The Sub-Polar Mode Water of the North-Atlantic Ocean

McCartney, MS, Talley LD.  1982.  The Sub-Polar Mode Water of the North-Atlantic Ocean. Journal of Physical Oceanography. 12:1169-1188.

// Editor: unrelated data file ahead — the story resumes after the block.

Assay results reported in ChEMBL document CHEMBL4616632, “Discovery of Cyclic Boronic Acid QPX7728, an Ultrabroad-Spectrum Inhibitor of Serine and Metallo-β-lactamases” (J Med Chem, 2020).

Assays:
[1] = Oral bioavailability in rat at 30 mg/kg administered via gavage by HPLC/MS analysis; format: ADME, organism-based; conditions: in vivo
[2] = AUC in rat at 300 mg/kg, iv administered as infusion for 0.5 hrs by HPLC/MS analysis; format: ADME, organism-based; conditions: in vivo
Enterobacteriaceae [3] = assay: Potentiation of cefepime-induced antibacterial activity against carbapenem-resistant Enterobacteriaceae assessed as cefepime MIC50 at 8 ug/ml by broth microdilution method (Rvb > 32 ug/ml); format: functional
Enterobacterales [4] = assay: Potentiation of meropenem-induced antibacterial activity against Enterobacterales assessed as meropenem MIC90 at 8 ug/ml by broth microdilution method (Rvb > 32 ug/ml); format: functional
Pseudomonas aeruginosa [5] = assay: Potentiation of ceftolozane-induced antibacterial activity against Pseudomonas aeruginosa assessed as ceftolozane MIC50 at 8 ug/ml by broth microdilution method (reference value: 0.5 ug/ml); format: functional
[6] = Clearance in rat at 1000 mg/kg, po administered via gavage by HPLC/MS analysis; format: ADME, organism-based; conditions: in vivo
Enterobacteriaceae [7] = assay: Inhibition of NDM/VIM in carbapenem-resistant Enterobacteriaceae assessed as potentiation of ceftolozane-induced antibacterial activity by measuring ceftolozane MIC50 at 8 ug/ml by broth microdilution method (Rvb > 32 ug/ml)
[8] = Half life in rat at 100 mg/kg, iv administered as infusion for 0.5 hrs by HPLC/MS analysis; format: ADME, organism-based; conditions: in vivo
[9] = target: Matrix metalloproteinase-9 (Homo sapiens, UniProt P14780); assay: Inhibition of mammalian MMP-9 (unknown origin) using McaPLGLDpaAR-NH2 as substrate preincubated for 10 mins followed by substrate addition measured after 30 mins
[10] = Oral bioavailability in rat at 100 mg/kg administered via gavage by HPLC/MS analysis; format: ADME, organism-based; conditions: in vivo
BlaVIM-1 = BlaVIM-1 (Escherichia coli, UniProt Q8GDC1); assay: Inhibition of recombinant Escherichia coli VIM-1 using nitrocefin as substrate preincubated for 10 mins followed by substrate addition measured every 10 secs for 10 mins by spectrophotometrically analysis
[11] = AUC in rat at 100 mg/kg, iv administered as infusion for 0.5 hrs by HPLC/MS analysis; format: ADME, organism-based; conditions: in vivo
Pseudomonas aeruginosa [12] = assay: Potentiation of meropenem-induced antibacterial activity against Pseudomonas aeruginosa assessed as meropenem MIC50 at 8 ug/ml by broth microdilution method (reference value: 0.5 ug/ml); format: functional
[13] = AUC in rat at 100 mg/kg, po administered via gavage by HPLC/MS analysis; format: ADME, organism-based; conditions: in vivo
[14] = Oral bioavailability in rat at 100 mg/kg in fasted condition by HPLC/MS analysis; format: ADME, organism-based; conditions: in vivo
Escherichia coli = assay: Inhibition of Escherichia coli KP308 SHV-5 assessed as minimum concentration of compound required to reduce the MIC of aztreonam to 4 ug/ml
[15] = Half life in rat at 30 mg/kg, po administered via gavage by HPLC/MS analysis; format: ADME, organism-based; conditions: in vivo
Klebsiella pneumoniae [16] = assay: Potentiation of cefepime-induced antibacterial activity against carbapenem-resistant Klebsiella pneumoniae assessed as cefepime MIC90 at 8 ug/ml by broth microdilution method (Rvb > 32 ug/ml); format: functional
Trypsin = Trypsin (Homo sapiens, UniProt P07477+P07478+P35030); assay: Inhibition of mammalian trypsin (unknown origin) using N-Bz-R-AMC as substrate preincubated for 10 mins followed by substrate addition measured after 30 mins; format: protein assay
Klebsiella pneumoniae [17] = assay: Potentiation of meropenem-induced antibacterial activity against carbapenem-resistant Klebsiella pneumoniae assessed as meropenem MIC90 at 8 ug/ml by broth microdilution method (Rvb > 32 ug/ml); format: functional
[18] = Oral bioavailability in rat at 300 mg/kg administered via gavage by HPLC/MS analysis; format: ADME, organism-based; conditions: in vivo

The warm waters of the subtropical and subpolar basins of the North Atlantic have tight regional temperature-salinity relationships, and are conventionally called the regional “Central Waters.” A volumetric census of the temperature-salinity characteristics of the North Atlantic by Wright and Worthington (1970) shows that waters characterized by certain segments of the T-S relationships have large volumes compared to those of other segments: volumetric “Mode Waters.” Such Mode Waters appear as layers with increased vertical separation between isopycnals-pycnostads. The present study reports on the existence of pycnostads in the central and eastern North Atlantic. These Subpolar Mode Waters are formed by deep winter convection in the subpolar North Atlantic, and participate in the upper water circulation of the northern North Atlantic. The seasonal outcropping of the pycnostads occurs within and adjacent to the North Atlantic Current, the Irminger Current, the East and West Greenland Currents, and the Labrador Current. The warmer pycnostads (10°C<=T<=15°C) recirculate in an anticyclonic subtropical gyre east and south of the North Atlantic Current, causing volumetric modes in the central and eastern subtropical North Atlantic. A branch of the North Atlantic Current carries somewhat heavier and cooler (8°C<=T<=10°C) pycnostads northward past Ireland. The bulk of the current turns westward, but one branch continues northward, providing a warm core to the Norwegian Current (8°C). Within the main westward flow the density continues to increase and temperature to decrease. Southeast of Iceland pycnostad temperatures are near 8°C. Following the cyclonic circulation around the Irminger Sea west of the Reykjanes Ridge the temperature drops to less than 5°C. The cyclonic flow around the Labrador Sea gives a final pycnostad temperature below 3.5°C. The last, coldest, densest pycnostad is the Labrador Sea Water which influences lower latitudes via the southward flowing, Deep Western Boundary Current along the western boundary, and via eastward flow at mid-depth in the North Atlantic Current (Talley and McCartney, 1982).